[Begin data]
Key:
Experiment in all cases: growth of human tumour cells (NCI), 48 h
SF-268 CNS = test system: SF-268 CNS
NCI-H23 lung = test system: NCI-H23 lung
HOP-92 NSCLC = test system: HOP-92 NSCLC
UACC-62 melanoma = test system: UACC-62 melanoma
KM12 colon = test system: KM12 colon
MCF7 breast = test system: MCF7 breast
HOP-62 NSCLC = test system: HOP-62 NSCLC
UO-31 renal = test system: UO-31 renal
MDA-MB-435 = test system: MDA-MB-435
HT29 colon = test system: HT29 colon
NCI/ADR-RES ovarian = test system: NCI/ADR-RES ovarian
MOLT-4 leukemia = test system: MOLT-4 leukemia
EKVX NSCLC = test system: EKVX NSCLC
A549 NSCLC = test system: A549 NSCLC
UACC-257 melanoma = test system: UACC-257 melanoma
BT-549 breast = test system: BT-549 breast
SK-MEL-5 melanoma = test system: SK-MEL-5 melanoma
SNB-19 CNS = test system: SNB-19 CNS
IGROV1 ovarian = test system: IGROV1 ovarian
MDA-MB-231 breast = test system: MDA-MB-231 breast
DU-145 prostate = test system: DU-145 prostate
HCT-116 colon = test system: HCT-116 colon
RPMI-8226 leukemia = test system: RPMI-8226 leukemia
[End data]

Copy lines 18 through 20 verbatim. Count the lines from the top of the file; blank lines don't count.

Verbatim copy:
BT-549 breast = test system: BT-549 breast
SK-MEL-5 melanoma = test system: SK-MEL-5 melanoma
SNB-19 CNS = test system: SNB-19 CNS